Please use this identifier to cite or link to this item: http://hdl.handle.net/1893/29100
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dc.contributor.authorGrant, Aileenen_UK
dc.contributor.authorDean, Sarahen_UK
dc.contributor.authorHay-Smith, Jeanen_UK
dc.contributor.authorHagen, Suzanneen_UK
dc.contributor.authorMcClurg, Doreenen_UK
dc.contributor.authorTaylor, Anneen_UK
dc.contributor.authorKovandzic, Marijaen_UK
dc.contributor.authorBugge, Carolen_UK
dc.date.accessioned2019-03-26T01:00:59Z-
dc.date.available2019-03-26T01:00:59Z-
dc.date.issued2019-02en_UK
dc.identifier.othere024152en_UK
dc.identifier.urihttp://hdl.handle.net/1893/29100-
dc.description.abstractIntroduction Female urinary incontinence (UI) is common affecting up to 45% of women. Pelvic floor muscle training (PFMT) is the first-line treatment but there is uncertainty whether intensive PFMT is better than basic PFMT for long-term symptomatic improvement. It is also unclear which factors influence women’s ability to perform PFMT long term and whether this has impacts on long-term outcomes. OPAL (optimising PFMT to achieve long-term benefits) trial examines the effectiveness and cost-effectiveness of basic PFMT versus biofeedback-mediated PFMT and this evaluation explores women’s experiences of treatment and the factors which influence effectiveness. This will provide data aiding interpretation of the trial findings; make recommendations for optimising the treatment protocol; support implementation in practice; and address gaps in the literature around long-term adherence to PFMT for women with stress or mixed UI. Methods and analysis This evaluation comprises a longitudinal qualitative case study and process evaluation (PE). The case study aims to explore women’s experiences of treatment and adherence and the PE will explore factors influencing intervention effectiveness. The case study has a two-tailed design and will recruit 40 women, 20 from each trial group; they will be interviewed four times over 2 years. Process data will be collected from women through questionnaires at four time-points, from health professionals through checklists and interviews and by sampling 100 audio recordings of appointments. Qualitative analysis will use case study methodology (qualitative study) and the framework technique (PE) and will interrogate for similarities and differences between the trial groups regarding barriers and facilitators to adherence. Process data analyses will examine fidelity, engagement and mediating factors using descriptive and interpretative statistics. Ethics and dissemination Approval from West of Scotland Research Ethics Committee 4 (16/LO/0990). Findings will be published in journals, disseminated at conferences and through the final report. Trial registration number ISRCTN57746448.en_UK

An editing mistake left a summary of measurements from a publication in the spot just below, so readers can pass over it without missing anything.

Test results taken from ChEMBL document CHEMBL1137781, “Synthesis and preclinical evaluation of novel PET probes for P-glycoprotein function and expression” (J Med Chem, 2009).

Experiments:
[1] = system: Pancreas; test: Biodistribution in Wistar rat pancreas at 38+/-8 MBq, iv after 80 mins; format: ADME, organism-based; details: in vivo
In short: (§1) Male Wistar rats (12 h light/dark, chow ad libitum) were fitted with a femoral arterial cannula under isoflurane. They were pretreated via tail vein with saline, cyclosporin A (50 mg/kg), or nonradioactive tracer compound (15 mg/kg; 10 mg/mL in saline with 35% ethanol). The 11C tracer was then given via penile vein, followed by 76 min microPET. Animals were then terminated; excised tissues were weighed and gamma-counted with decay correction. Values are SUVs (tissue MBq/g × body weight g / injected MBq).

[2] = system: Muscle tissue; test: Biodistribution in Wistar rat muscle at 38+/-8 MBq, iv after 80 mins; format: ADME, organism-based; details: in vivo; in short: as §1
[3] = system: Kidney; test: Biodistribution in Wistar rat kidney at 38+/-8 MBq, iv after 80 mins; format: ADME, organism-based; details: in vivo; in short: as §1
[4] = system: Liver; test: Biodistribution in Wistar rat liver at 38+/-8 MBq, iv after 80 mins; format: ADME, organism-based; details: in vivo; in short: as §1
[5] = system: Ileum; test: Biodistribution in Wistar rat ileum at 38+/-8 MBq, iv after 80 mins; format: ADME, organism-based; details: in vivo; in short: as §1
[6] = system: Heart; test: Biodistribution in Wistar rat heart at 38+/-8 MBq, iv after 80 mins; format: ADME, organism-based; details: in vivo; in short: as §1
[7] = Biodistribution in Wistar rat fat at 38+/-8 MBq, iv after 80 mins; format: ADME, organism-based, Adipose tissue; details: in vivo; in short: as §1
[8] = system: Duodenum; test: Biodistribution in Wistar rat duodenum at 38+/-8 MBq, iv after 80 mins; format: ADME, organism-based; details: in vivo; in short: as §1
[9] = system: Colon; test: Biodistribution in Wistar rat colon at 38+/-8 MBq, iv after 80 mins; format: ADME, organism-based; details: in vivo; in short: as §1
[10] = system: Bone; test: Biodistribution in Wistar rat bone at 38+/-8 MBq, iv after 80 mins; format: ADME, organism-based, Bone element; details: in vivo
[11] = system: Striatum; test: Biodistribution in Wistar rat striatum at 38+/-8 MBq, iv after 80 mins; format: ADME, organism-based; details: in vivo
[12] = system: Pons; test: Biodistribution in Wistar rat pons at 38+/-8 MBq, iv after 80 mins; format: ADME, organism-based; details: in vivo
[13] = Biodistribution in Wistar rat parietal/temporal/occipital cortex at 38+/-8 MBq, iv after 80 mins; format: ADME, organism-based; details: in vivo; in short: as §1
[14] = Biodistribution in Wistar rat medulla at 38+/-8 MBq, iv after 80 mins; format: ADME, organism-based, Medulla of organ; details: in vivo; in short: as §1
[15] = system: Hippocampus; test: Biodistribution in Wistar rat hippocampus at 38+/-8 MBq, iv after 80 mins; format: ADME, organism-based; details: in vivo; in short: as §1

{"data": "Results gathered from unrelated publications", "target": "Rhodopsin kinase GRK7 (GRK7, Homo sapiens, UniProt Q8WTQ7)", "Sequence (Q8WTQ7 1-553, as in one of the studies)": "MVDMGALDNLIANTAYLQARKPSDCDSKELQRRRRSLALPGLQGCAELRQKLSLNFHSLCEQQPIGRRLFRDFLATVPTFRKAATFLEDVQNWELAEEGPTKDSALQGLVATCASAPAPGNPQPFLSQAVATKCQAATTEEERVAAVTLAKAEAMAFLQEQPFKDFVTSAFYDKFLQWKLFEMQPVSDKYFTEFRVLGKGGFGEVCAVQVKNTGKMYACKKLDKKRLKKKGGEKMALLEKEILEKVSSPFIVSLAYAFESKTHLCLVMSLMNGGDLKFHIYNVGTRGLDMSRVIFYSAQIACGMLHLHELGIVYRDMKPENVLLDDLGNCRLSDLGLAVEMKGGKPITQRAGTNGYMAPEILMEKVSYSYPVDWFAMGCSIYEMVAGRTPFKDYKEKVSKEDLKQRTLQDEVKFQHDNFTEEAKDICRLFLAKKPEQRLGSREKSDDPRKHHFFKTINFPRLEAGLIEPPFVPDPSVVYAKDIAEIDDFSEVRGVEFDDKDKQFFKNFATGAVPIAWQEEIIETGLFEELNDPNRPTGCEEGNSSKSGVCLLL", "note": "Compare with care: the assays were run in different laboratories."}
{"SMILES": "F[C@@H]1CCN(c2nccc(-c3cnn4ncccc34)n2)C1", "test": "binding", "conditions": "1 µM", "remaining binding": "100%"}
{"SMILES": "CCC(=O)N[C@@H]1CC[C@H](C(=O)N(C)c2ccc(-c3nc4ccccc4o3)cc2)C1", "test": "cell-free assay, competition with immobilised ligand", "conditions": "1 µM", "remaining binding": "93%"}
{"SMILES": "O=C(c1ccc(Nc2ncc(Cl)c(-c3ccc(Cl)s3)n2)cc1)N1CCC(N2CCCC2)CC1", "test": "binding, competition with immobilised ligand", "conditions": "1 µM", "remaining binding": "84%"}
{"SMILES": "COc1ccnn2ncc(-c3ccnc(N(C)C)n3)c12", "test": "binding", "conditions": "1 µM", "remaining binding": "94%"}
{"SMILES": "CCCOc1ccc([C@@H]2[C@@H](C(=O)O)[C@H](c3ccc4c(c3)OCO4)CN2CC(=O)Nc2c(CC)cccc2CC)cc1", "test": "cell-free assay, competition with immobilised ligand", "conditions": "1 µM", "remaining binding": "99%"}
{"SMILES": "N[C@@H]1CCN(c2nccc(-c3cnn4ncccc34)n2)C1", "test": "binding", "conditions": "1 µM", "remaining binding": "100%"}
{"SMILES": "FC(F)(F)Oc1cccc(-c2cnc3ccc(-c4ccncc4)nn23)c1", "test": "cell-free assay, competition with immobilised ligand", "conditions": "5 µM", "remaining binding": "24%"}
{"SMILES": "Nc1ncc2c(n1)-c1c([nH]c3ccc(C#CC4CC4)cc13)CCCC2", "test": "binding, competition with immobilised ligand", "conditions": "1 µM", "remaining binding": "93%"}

dc.language.isoenen_UK
dc.publisherBMJ Publishing Groupen_UK
dc.relationGrant A, Dean S, Hay-Smith J, Hagen S, McClurg D, Taylor A, Kovandzic M & Bugge C (2019) Effectiveness and cost-effectiveness randomised controlled trial of basic versus biofeedback-mediated intensive pelvic floor muscle training for female stress or mixed urinary incontinence: Protocol for the OPAL (optimising pelvic floor exercises to achieve long-term benefits) trial mixed methods longitudinal qualitative case study and process evaluation. BMJ Open, 9, Art. No.: e024152. https://doi.org/10.1136/bmjopen-2018-024152en_UK
dc.rightsThis is an open access article distributed in accordance with the Creative Commons Attribution 4.0 Unported (CC BY 4.0) license, which permits others to copy, redistribute, remix, transform and build upon this work for any purpose, provided the original work is properly cited, a link to the licence is given, and indication of whether changes were made. See: https://creativecommons.org/licenses/by/4.0/.en_UK
dc.titleEffectiveness and cost-effectiveness randomised controlled trial of basic versus biofeedback-mediated intensive pelvic floor muscle training for female stress or mixed urinary incontinence: Protocol for the OPAL (optimising pelvic floor exercises to achieve long-term benefits) trial mixed methods longitudinal qualitative case study and process evaluationen_UK
dc.typeJournal Articleen_UK
dc.identifier.doi10.1136/bmjopen-2018-024152en_UK
dc.identifier.pmid30782894en_UK
dc.citation.jtitleBMJ Openen_UK
dc.citation.issn2044-6055en_UK
dc.citation.volume9en_UK
dc.citation.publicationstatusPublisheden_UK
dc.citation.peerreviewedRefereeden_UK
dc.type.statusVoR - Version of Recorden_UK
dc.contributor.funderNational Institute for Health Researchen_UK
dc.citation.date08/02/2019en_UK
dc.contributor.affiliationRobert Gordon Universityen_UK
dc.contributor.affiliationUniversity of Exeteren_UK
dc.contributor.affiliationUniversity of Otagoen_UK
dc.contributor.affiliationGlasgow Caledonian Universityen_UK
dc.contributor.affiliationGlasgow Caledonian Universityen_UK
dc.contributor.affiliationHealth Sciences Stirlingen_UK
dc.contributor.affiliationHealth Sciences Stirlingen_UK
dc.contributor.affiliationHealth Sciences Stirlingen_UK
dc.identifier.isiWOS:000471124600116en_UK
dc.identifier.scopusid2-s2.0-85061306923en_UK
dc.identifier.wtid1235490en_UK
dc.contributor.orcid0000-0002-0644-5233en_UK
dc.contributor.orcid0000-0002-4071-0803en_UK
dc.date.accepted2018-11-23en_UK
dc.description.refREF Eligible with Permitted Exceptionen_UK
dc.date.filedepositdate2019-02-28en_UK
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